by Sharon K. Collinge
A recent letter to the editor in the Daily Camera criticized the use of the precautionary principle in management of Boulder’s Open Space by stating that “This ‘precaution’ overrides science and data in favor of policies critical of all possible human impacts.”
Put simply, the precautionary principle is an approach that seeks to avoid unintended consequences of particular actions. Rather than ‘overriding’ science and data, this principle explicitly acknowledges the centrality of scientific data to decision-making. Most importantly, it suggests a guiding strategy for managers faced with the uncertainties and knowledge gaps that will always exist in our understanding of a situation.
We will manage Boulder’s Open Space most effectively with a similar approach. Although we do not know everything there is to know about human impacts on native grasslands, forests, and streams, there is ample scientific evidence showing that increased human activities lead to environmental degradation. This warrants a cautious approach to management of our local public lands.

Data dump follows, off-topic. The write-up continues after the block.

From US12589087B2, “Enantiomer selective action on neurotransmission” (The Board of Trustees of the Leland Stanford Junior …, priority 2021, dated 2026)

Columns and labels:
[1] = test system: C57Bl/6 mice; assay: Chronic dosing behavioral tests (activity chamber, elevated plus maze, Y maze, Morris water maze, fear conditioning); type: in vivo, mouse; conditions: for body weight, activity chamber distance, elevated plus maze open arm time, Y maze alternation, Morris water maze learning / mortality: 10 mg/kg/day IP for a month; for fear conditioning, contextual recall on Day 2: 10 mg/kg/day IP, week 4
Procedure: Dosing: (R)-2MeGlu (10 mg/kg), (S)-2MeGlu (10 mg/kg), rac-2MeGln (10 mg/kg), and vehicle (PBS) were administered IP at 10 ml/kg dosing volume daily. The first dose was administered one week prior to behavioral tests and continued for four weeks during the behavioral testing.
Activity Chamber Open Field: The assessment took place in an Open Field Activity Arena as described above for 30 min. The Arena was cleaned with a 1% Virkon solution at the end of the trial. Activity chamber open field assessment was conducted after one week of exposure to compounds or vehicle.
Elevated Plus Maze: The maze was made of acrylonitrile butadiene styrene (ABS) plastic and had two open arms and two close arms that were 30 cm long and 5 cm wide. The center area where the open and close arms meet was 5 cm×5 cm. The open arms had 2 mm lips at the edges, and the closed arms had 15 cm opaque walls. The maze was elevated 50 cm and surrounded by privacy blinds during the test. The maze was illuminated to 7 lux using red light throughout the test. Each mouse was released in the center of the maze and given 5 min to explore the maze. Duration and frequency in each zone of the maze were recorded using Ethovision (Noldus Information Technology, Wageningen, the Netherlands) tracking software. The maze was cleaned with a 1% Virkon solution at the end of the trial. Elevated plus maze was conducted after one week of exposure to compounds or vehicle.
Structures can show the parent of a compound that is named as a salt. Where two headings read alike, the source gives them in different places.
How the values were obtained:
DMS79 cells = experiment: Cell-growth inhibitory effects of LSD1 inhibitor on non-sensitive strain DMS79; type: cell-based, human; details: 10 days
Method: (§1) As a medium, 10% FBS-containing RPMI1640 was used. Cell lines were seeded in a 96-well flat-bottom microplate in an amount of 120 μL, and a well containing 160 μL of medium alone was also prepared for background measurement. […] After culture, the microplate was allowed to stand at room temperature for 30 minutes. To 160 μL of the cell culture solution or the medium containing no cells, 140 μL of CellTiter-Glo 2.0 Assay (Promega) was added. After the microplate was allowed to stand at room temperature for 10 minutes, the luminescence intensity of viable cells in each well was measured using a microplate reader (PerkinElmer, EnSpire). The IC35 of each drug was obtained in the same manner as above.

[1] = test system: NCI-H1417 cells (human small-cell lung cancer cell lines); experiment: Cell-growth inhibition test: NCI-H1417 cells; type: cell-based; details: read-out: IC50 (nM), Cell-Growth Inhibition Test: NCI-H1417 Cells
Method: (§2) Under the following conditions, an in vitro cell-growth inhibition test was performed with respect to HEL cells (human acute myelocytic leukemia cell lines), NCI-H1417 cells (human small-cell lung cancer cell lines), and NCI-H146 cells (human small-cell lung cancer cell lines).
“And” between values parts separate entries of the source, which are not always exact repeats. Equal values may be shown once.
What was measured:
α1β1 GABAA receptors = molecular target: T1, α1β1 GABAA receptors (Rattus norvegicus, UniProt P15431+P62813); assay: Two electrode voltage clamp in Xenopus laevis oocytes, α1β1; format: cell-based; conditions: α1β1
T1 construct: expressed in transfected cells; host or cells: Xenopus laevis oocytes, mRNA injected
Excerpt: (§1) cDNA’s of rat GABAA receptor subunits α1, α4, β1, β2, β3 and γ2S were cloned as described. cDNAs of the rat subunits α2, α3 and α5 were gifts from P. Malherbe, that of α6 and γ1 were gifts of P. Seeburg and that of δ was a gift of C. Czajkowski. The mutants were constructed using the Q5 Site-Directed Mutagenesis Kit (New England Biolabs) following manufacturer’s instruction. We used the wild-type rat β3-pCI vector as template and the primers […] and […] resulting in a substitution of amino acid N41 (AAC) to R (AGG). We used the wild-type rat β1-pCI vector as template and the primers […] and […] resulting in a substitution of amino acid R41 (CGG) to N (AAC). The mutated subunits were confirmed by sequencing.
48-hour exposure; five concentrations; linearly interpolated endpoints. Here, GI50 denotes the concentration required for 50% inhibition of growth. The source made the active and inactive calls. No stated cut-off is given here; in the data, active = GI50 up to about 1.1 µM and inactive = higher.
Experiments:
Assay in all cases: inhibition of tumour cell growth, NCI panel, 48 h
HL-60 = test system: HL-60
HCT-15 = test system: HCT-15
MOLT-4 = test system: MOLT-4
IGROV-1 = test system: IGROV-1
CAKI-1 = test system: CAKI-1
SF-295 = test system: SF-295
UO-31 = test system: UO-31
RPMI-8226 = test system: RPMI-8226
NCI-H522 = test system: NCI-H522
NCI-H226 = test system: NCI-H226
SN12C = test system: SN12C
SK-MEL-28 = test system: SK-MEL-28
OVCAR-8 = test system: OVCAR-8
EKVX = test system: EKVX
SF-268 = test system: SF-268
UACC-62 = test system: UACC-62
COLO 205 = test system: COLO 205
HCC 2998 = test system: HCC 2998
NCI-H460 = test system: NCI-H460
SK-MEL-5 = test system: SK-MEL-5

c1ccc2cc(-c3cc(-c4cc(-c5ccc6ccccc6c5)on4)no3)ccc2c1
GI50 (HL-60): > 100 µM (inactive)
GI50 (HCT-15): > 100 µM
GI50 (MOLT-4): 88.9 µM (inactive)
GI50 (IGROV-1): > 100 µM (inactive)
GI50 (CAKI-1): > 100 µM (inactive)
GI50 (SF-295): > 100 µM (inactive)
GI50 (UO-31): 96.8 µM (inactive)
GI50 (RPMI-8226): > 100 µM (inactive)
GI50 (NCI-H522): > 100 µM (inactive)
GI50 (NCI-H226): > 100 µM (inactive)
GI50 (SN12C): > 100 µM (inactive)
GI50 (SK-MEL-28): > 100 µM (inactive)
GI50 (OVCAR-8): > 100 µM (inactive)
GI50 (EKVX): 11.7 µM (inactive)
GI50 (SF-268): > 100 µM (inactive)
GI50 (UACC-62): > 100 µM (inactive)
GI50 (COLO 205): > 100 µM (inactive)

To avoid unintended consequences we must clearly state our intended consequences by asking, “What do we want Open Space lands to look like in the future—say 5, 10, 20, 50 years from now?” “What condition of the natural environment is acceptable?” “How do we ensure that our actions are sustainable?” If we want the status of our Open Space to be the same as it is or even better 20 years from now, then we must avoid actions that fragment, degrade, and destroy the land and its species. That’s exactly why the precautionary principle is vital in managing our valuable Open Space.
Professor Collinge is a member of the Science Advisory Group and teaches at the University of Colorado